Children’s play is a principal site for the construction of disability, and this is particularly the case for autistic children. Investigation of children’s own perspectives in play provides information about the interests, concerns and meanings that are being produced in play and provides insight into what is valuable in children’s play and children’s skills as players. Autobiographies produced by autistic writers often include descriptions of enjoyable leisure activities and playful encounters with others the writer experienced as a child. Using thematic analysis, this study identifies patterns of experience in autistic autobiographies in relation to childhood play and friendship. Strongly sensory experiences of play, forms of pretending that involve orderly and predictable representations of real life, vividly remembered details of external sources and particular ways of interacting with playmates were found to be shared features of autistic play cultures.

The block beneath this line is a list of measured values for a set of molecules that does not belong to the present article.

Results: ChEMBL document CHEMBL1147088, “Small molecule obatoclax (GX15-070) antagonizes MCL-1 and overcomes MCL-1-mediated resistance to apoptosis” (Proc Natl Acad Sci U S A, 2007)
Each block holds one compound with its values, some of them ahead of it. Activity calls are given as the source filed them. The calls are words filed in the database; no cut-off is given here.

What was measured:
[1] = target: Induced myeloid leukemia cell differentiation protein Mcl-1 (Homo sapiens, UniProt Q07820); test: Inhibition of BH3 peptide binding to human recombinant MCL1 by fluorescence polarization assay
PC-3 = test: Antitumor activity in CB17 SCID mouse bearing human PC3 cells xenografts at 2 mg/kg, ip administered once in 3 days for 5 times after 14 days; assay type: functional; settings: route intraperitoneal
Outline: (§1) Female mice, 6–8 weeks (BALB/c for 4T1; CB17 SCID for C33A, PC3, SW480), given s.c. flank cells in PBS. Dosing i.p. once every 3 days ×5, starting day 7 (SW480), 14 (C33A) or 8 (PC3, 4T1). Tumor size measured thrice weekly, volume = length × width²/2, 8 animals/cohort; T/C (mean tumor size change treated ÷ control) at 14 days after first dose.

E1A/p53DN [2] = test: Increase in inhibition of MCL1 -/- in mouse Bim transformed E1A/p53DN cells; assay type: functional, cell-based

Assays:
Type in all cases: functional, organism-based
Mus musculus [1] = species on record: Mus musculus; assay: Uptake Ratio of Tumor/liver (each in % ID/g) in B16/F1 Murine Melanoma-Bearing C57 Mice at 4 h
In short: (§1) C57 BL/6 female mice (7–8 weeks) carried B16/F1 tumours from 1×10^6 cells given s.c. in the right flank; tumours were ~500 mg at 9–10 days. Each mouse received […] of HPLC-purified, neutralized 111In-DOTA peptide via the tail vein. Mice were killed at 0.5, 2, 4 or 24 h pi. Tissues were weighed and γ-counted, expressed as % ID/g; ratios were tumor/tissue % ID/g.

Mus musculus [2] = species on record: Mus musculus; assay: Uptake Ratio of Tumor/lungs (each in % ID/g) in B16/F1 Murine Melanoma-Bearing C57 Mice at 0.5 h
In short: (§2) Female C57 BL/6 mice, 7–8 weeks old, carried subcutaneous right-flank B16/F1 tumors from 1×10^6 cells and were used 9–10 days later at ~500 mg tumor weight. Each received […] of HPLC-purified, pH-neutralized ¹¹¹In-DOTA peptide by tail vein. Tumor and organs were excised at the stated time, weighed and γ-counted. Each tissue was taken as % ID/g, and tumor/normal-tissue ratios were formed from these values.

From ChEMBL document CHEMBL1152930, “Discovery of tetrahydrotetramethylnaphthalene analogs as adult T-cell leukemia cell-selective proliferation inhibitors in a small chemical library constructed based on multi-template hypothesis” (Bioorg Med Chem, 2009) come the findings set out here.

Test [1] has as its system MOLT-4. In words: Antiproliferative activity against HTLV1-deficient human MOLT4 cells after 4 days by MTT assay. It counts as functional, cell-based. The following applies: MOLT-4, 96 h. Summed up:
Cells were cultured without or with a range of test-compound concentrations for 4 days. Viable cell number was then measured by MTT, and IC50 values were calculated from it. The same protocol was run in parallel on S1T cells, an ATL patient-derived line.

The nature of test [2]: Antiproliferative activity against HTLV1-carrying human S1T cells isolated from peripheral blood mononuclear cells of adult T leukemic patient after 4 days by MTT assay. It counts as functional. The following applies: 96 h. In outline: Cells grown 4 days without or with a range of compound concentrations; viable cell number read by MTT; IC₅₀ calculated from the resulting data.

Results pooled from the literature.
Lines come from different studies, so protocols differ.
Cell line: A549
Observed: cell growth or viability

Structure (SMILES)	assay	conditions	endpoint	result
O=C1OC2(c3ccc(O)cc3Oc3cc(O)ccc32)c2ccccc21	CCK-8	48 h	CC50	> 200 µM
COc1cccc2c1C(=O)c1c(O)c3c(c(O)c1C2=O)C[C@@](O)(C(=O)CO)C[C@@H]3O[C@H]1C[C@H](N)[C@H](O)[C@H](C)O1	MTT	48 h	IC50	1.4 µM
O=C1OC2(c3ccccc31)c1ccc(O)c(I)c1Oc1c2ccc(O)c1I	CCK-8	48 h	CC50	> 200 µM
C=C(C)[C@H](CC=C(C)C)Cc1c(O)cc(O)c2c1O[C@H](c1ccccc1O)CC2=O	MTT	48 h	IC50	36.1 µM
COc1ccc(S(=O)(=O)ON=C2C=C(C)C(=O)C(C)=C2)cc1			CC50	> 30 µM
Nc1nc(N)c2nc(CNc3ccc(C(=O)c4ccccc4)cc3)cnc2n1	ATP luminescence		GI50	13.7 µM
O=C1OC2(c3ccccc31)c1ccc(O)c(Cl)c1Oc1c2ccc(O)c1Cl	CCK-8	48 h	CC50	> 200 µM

- autistic play cultures
- social model of childhood disability
- children's perspectives